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Till We Have Faces: A Myth Retold

C S Lewis

Till We Have Faces: A Myth Retold

C S Lewis

$33.99

Paperback
This tale of two princesses - one beautiful and one unattractive - and of the struggle between sacred and profane love is Lewis’ s reworking of the myth of Cupid and Psyche and one of his most enduring works.^

- Publisher Clive Staples Lewis (29 November 1898 - 22 November 1963), commonly referred to as C. S. Lewis and known to his friends as Jack, was a Northern Irish academic, medievalist, literary critic, essayist, and Christian apologist. He is also known for his fiction, especially The Screwtape Letters, The Chronicles of Narnia and The Space Trilogy.Lewis was a close friend of J. R. R. Tolkien, the author of The Lord of the Rings. Both authors were leading figures in the English faculty at Oxford University and in the informal Oxford literary group known as the "Inklings". According to his memoir Surprised by Joy, Lewis had been baptised in the Church of Ireland at birth, but fell away from his faith during his adolescence. Owing to the influence of Tolkien and other friends, at about the age of 30, Lewis re-converted to Christianity, becoming "a very ordinary layman of the Church of England" (Lewis 1952, p. 6). His conversion had a profound effect on his work, and his wartime radio broadcasts on the subject of Christianity brought him wide acclaim. Later in his life he married the American writer Joy Gresham, who died of bone cancer four years later at the age of 45.Lewis's works have been translated into more than 30 languages and have sold millions of copies over the years. The books that comprise The Chronicles of Narnia have sold the most and have been popularized on stage, in TV, in radio, and in cinema.

- Publisher

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About "Till We Have Faces: A Myth Retold"

This tale of two princesses - one beautiful and one unattractive - and of the struggle between sacred and profane love is Lewis’ s reworking of the myth of Cupid and Psyche and one of his most enduring works.^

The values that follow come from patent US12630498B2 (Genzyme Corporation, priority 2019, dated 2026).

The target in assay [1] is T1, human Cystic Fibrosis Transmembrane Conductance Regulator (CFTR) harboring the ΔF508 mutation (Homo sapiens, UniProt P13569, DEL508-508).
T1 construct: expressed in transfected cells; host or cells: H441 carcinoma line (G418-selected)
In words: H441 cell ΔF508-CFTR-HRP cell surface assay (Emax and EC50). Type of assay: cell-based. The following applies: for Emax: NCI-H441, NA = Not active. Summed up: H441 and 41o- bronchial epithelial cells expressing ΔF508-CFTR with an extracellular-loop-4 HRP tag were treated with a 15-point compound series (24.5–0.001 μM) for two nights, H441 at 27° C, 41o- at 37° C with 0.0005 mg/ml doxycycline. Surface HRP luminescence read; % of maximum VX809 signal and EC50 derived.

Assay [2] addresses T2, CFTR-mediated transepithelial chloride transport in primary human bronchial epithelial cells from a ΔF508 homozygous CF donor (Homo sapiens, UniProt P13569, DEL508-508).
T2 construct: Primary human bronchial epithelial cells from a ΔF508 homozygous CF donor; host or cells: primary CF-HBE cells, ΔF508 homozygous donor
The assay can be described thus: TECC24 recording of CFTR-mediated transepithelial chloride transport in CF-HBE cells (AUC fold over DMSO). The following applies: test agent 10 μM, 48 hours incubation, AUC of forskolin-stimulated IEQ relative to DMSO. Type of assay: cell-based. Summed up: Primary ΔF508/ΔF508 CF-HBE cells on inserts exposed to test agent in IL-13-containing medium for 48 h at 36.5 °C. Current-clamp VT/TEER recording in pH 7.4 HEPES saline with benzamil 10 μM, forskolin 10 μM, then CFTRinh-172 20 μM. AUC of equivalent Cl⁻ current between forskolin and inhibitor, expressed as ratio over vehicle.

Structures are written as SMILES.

- Publisher

Clive Staples Lewis (29 November 1898 - 22 November 1963), commonly referred to as C. S. Lewis and known to his friends as Jack, was a Northern Irish academic, medievalist, literary critic, essayist, and Christian apologist. He is also known for his fiction, especially The Screwtape Letters, The Chronicles of Narnia and The Space Trilogy.Lewis was a close friend of J. R. R. Tolkien, the author of The Lord of the Rings. Both authors were leading figures in the English faculty at Oxford University and in the informal Oxford literary group known as the "Inklings". According to his memoir Surprised by Joy, Lewis had been baptised in the Church of Ireland at birth, but fell away from his faith during his adolescence. Owing to the influence of Tolkien and other friends, at about the age of 30, Lewis re-converted to Christianity, becoming "a very ordinary layman of the Church of England" (Lewis 1952, p. 6). His conversion had a profound effect on his work, and his wartime radio broadcasts on the subject of Christianity brought him wide acclaim. Later in his life he married the American writer Joy Gresham, who died of bone cancer four years later at the age of 45.Lewis's works have been translated into more than 30 languages and have sold millions of copies over the years. The books that comprise The Chronicles of Narnia have sold the most and have been popularized on stage, in TV, in radio, and in cinema.
- Publisher

Meet the Author

C S Lewis